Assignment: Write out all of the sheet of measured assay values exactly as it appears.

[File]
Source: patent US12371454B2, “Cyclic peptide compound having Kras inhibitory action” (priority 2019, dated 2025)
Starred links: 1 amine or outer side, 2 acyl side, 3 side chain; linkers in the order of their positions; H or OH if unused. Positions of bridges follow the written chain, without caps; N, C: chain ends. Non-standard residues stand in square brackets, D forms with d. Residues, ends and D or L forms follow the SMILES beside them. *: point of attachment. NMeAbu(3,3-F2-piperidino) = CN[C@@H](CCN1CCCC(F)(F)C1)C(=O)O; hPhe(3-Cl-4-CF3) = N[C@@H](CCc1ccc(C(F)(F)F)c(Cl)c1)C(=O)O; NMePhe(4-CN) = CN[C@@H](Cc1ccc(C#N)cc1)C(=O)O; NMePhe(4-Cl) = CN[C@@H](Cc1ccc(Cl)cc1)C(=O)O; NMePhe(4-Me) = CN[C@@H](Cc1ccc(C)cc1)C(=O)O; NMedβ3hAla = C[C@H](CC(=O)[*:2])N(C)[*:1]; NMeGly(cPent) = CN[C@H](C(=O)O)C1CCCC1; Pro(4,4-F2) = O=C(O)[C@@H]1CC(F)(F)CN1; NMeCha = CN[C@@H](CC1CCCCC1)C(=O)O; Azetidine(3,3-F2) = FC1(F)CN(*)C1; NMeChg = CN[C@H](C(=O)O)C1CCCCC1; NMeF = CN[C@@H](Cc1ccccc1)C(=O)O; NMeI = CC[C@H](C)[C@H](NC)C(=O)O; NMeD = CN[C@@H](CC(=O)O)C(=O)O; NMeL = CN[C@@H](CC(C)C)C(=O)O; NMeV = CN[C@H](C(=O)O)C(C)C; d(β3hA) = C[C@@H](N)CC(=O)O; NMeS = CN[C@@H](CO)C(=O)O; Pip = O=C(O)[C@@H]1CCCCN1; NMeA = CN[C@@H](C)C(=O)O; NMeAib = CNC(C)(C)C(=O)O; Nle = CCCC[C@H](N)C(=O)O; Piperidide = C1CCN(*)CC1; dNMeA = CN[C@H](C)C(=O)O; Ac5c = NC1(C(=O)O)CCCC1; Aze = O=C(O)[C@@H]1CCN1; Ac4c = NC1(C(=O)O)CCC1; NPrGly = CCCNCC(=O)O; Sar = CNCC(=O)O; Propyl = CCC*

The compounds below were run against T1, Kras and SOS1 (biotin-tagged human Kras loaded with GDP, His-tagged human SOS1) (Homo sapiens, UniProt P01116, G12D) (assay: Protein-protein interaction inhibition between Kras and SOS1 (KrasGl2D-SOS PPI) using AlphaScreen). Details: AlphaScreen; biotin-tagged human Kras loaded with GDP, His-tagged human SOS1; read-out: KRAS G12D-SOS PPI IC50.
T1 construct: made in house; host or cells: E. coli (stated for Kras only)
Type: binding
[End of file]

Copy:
Source: patent US12371454B2, “Cyclic peptide compound having Kras inhibitory action” (priority 2019, dated 2025)
Starred links: 1 amine or outer side, 2 acyl side, 3 side chain; linkers in the order of their positions; H or OH if unused. Positions of bridges follow the written chain, without caps; N, C: chain ends. Non-standard residues stand in square brackets, D forms with d. Residues, ends and D or L forms follow the SMILES beside them. *: point of attachment. NMeAbu(3,3-F2-piperidino) = CN[C@@H](CCN1CCCC(F)(F)C1)C(=O)O; hPhe(3-Cl-4-CF3) = N[C@@H](CCc1ccc(C(F)(F)F)c(Cl)c1)C(=O)O; NMePhe(4-CN) = CN[C@@H](Cc1ccc(C#N)cc1)C(=O)O; NMePhe(4-Cl) = CN[C@@H](Cc1ccc(Cl)cc1)C(=O)O; NMePhe(4-Me) = CN[C@@H](Cc1ccc(C)cc1)C(=O)O; NMedβ3hAla = C[C@H](CC(=O)[*:2])N(C)[*:1]; NMeGly(cPent) = CN[C@H](C(=O)O)C1CCCC1; Pro(4,4-F2) = O=C(O)[C@@H]1CC(F)(F)CN1; NMeCha = CN[C@@H](CC1CCCCC1)C(=O)O; Azetidine(3,3-F2) = FC1(F)CN(*)C1; NMeChg = CN[C@H](C(=O)O)C1CCCCC1; NMeF = CN[C@@H](Cc1ccccc1)C(=O)O; NMeI = CC[C@H](C)[C@H](NC)C(=O)O; NMeD = CN[C@@H](CC(=O)O)C(=O)O; NMeL = CN[C@@H](CC(C)C)C(=O)O; NMeV = CN[C@H](C(=O)O)C(C)C; d(β3hA) = C[C@@H](N)CC(=O)O; NMeS = CN[C@@H](CO)C(=O)O; Pip = O=C(O)[C@@H]1CCCCN1; NMeA = CN[C@@H](C)C(=O)O; NMeAib = CNC(C)(C)C(=O)O; Nle = CCCC[C@H](N)C(=O)O; Piperidide = C1CCN(*)CC1; dNMeA = CN[C@H](C)C(=O)O; Ac5c = NC1(C(=O)O)CCCC1; Aze = O=C(O)[C@@H]1CCN1; Ac4c = NC1(C(=O)O)CCC1; NPrGly = CCCNCC(=O)O; Sar = CNCC(=O)O; Propyl = CCC*

The compounds below were run against T1, Kras and SOS1 (biotin-tagged human Kras loaded with GDP, His-tagged human SOS1) (Homo sapiens, UniProt P01116, G12D) (assay: Protein-protein interaction inhibition between Kras and SOS1 (KrasGl2D-SOS PPI) using AlphaScreen). Details: AlphaScreen; biotin-tagged human Kras loaded with GDP, His-tagged human SOS1; read-out: KRAS G12D-SOS PPI IC50.
T1 construct: made in house; host or cells: E. coli (stated for Kras only)
Type: binding